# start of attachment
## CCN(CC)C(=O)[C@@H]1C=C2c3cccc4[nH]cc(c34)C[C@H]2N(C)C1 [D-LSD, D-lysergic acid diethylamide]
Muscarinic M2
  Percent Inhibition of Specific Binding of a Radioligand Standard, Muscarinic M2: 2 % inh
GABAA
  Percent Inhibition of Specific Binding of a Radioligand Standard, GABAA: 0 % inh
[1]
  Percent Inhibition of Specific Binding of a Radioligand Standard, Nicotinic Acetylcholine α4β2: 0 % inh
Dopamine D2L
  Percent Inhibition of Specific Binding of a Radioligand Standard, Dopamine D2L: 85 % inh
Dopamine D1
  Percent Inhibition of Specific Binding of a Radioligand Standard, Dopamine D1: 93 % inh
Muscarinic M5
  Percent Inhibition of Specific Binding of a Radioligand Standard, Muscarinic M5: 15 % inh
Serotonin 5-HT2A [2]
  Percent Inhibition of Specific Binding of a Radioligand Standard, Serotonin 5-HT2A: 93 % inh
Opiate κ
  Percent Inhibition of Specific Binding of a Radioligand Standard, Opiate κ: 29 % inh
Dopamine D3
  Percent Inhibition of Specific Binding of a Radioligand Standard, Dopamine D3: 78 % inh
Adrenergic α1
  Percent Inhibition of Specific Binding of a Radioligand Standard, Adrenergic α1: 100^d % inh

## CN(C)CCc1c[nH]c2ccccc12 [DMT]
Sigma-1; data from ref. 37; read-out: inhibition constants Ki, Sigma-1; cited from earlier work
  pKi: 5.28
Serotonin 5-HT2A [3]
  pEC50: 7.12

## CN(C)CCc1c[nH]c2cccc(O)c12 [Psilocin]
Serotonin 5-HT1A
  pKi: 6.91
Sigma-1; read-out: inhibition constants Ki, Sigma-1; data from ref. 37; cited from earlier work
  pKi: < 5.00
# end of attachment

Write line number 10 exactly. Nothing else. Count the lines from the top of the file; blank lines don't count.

Dopamine D1